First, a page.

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One of the most popular subjects in the media today is our fascination with celebrities. We scroll through their TikToks, watch their Instagram Lives, view their YouTube videos and binge-watch their reality TV shows. The popular E! reality show, “Keeping up with the Kardashians,” was able to span 20 seasons following a singular family and is the Number 3 E! show of all time, a company that has existed since 1989. Access Hollywood, TMZ and Entertainment Tonight were created just to capture and broadcast the personal lives of celebrities to the world. Today’s culture obsesses over their lives and many aspire to be in their shoes one day. 

This exact same concept of reflecting the idealized lifestyle into mainstream media is nothing new. After World War II, there was a large economic boom due to government war spending which created prosperity for some, while also creating an even larger inequality gap that disadvantaged others. Even though many women had worked in place of men during the war, the end of the war resulted in a push for women to return to their role as homemaker and to nurture a nuclear family. These instabilities within the structure of the American family led to instability in how these households were designed. Desires for stability caused the nuclear family to become prominent throughout the media in the 1950s. Indulging in these lifestyles and looking into their lives makes the audience feel as though they are a part of it and have it as their own. A prominent, well-known example of this kind of family was in the popular sitcom “Leave it to Beaver” in 1957. While now many call it unrealistic, during this time period many Americans desired this type of family. 

Now people desire a wealthier, more free lifestyle that they can’t seem to achieve. Therefore, just as many Americans today tune into “Keeping up with the Kardashians” to view the massive mansions, exquisite parties and expensive cars, 1950s audiences turned on “Leave it to Beaver” to view a financially and socially stable life. In reality, “broken homes” were more common, and the government used these types of TV shows to attempt to reverse this theme. Even though both current programming and older programs like “Leave it to Beaver” illustrate some problems families legitimately face, they do not demonstrate some fundamental issues like poverty and broken homes.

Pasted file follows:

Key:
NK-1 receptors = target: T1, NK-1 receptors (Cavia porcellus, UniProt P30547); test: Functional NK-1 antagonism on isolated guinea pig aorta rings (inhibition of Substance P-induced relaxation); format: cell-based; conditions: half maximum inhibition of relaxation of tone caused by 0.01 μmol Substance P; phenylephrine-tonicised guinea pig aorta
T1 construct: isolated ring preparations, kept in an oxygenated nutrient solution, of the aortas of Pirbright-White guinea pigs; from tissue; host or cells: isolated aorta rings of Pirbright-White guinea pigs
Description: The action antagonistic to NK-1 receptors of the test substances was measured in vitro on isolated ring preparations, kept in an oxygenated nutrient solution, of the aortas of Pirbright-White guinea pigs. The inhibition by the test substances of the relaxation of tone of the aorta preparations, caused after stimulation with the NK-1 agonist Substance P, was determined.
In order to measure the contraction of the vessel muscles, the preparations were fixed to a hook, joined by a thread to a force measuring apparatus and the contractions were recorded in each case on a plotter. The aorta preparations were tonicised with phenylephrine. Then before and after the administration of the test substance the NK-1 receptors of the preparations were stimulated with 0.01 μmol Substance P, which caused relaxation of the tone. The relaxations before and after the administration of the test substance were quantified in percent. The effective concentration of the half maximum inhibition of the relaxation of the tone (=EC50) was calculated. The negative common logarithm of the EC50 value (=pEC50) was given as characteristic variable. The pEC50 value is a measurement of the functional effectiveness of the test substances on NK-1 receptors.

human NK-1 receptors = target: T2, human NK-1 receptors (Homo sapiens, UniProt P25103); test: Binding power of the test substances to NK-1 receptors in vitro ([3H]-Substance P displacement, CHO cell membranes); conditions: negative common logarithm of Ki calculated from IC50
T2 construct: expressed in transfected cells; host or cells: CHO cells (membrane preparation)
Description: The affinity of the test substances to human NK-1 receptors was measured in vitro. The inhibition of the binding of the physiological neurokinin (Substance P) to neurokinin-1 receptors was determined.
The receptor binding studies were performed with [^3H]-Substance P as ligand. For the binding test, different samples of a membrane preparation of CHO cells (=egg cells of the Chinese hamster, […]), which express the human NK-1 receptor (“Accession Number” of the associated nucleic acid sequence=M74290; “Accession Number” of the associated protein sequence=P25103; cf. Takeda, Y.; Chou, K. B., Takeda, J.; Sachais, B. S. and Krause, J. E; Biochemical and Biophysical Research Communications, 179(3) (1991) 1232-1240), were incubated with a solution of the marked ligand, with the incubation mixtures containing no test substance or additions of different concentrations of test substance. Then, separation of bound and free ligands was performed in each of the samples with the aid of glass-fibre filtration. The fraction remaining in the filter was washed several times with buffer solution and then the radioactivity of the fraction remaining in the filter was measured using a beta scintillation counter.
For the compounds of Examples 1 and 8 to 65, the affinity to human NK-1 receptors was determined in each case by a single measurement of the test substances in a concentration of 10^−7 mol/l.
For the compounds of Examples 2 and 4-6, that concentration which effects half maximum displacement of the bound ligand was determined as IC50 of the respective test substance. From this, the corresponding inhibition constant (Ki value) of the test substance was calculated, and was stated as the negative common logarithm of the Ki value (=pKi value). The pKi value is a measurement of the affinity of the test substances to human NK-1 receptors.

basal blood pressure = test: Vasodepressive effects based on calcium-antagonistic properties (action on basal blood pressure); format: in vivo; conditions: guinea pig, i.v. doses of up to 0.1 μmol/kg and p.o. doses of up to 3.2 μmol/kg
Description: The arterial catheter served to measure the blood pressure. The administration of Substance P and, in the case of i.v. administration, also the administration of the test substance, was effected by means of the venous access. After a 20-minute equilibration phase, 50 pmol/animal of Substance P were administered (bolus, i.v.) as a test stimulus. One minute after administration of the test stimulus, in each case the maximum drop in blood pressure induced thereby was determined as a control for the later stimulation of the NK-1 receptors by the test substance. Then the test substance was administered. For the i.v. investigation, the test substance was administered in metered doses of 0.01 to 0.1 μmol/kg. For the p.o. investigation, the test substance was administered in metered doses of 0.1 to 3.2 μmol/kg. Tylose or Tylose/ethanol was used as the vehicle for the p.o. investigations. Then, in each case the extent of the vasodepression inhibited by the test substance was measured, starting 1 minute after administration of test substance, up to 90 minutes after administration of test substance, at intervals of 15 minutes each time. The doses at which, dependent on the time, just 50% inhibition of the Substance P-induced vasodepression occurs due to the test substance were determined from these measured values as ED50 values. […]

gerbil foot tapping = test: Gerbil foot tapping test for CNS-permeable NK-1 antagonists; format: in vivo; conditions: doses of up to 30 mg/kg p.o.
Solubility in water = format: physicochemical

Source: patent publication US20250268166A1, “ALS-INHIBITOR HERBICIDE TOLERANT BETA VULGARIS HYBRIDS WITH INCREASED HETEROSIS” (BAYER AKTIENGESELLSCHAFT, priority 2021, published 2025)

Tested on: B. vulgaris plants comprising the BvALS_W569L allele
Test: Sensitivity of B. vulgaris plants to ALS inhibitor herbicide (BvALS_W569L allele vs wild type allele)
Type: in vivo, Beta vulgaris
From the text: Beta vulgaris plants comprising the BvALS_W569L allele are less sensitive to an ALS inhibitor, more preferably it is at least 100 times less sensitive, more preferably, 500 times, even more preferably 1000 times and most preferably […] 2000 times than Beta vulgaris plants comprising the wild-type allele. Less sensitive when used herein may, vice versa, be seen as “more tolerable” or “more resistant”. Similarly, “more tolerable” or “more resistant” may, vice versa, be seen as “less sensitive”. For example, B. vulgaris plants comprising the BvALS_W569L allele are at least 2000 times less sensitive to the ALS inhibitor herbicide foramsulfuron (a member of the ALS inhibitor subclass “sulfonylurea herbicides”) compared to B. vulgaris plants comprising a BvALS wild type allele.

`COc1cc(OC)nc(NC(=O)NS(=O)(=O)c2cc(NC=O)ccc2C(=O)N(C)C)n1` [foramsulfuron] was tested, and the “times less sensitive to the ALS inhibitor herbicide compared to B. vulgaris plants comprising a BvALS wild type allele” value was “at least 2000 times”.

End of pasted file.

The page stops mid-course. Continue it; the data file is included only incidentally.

Shows have come out today, such as The D’Amelio Show on Hulu, with the primary goal of exposing the hardships that come with fame. But it is difficult for the audiences not to overlook these factors in celebrities’ lives, particularly because of the halo effect, where the glorification of fame can obscure negative traits and issues. Many celebrities have come forward with their struggles with mental health and even addiction, such as Demi Lovato, yet the public still glamorizes their fame. Every aspect of their private lives is examined for the entire world to see, no matter how personal. This was evident with Khloe Kardashian’s “baby daddy” scandal, where Tristan Thomas cheated on her for the whole world to see. Despite this, many Americans still look to experience the celebrity lifestyle even though they actively witness their struggles. 

In what ways do celebrities represent an ideal lifestyle in 2021? Americans sit painfully through their 9-5 or work tirelessly for hours only to receive minimum wage. Meanwhile, celebrities post themselves lounging by pools, eating expensive meals and flying in private jets. They have the fiscal ability to purchase multiple, excessive vehicles when most Americans can hardly afford to own one. Just existing is often enough for them to be financially secure for a lifetime, as students sit on piles of student loan debt and study throughout the night. 

These same media tactics of displaying an idealized lifestyle to help Americans cope with their societal issues have been used for decades and will likely continue to be used. Media provides a space for the public to step out of reality and into their desired world. Depending on what that might mean for an individual, the media can edit and change the circumstances of a narrative to produce this level of perfection. Life on a TV show is scripted, and celebrities share only their best moments, such as when they purchase their affluent belongings. This strategy to draw in viewers will continue as the media produces content and develop as the idealized lifestyle changes and grows into something new.  It’s important for viewers to understand how the media is manipulated to grasp their attention in order to sell their attention. Companies know that celebrities are one of the main topics that the public, especially younger generations, delves into and considers newsworthy. Therefore, media outlets are willing to manipulate the personal lives of celebrities in order to produce this enticing content.

Gabby Rivas is an Opinion Columnist and can be reached at gmrivas@umich.edu